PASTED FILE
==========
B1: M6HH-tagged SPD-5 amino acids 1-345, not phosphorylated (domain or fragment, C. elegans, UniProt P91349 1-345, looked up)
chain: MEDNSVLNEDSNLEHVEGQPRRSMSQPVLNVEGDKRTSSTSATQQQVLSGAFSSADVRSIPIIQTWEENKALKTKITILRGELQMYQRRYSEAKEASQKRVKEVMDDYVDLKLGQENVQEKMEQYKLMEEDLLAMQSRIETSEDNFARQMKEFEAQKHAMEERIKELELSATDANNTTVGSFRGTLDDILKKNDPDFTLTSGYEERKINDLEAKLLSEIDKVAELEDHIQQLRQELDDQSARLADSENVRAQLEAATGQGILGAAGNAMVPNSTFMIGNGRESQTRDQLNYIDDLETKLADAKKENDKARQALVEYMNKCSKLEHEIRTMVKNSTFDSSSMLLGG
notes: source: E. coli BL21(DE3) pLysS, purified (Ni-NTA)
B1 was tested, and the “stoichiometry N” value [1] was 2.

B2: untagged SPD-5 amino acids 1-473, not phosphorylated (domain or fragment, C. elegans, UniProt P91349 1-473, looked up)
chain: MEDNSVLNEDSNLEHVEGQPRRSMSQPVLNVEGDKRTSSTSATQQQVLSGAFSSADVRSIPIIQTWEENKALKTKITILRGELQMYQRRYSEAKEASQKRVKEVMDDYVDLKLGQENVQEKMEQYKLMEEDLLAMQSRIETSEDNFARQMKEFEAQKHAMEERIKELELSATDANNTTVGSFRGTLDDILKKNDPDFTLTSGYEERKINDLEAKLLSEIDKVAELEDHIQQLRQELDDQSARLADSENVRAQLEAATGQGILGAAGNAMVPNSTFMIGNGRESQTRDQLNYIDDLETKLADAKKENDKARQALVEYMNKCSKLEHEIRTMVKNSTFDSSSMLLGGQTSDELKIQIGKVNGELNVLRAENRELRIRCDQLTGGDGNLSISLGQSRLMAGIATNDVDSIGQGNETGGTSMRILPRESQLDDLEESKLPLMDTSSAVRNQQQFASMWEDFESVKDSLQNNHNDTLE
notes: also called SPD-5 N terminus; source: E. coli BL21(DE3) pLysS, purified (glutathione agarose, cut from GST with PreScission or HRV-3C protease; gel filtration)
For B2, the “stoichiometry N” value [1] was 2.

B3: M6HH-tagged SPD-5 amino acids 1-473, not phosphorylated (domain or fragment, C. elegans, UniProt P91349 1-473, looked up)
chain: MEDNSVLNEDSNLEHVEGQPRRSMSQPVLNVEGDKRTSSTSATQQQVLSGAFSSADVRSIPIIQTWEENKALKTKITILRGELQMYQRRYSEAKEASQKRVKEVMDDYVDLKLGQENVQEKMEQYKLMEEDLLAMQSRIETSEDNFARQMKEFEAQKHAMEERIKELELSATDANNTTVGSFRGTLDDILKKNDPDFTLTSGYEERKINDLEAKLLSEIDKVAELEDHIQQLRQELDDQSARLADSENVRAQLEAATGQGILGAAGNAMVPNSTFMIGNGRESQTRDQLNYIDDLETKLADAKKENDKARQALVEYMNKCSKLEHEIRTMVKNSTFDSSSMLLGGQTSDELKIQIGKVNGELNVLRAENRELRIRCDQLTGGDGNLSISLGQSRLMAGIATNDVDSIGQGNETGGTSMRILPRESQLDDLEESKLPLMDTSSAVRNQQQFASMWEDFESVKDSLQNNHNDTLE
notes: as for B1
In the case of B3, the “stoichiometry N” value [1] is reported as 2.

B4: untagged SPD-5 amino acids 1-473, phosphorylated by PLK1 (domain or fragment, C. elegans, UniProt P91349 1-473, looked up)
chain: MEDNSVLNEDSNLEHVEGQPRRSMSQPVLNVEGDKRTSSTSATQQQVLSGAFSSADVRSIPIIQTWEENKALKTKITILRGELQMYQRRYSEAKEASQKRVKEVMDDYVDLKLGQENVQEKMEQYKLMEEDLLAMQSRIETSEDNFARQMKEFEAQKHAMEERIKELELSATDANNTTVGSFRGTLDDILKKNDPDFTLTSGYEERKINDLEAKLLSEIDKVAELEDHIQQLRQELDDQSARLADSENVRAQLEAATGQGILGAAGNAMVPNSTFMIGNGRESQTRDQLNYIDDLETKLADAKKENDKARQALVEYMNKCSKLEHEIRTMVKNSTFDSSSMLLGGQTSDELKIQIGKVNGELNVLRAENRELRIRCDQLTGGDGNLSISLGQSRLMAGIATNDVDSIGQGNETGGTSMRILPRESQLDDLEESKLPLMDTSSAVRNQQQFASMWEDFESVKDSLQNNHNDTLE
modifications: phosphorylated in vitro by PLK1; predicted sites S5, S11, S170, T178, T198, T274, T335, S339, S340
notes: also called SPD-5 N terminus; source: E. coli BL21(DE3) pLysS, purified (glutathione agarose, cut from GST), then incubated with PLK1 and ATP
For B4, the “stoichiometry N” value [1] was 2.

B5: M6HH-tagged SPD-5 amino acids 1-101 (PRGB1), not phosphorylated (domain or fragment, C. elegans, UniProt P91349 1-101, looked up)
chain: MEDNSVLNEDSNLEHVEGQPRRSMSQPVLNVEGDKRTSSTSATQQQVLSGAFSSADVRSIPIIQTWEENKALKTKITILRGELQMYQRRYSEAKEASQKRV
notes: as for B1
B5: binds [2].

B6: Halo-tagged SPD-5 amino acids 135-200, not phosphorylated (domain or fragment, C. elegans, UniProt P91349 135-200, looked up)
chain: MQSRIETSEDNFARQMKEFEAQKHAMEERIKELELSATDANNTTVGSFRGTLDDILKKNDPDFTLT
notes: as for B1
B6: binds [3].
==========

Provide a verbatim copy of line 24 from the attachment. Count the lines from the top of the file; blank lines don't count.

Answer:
notes: as for B1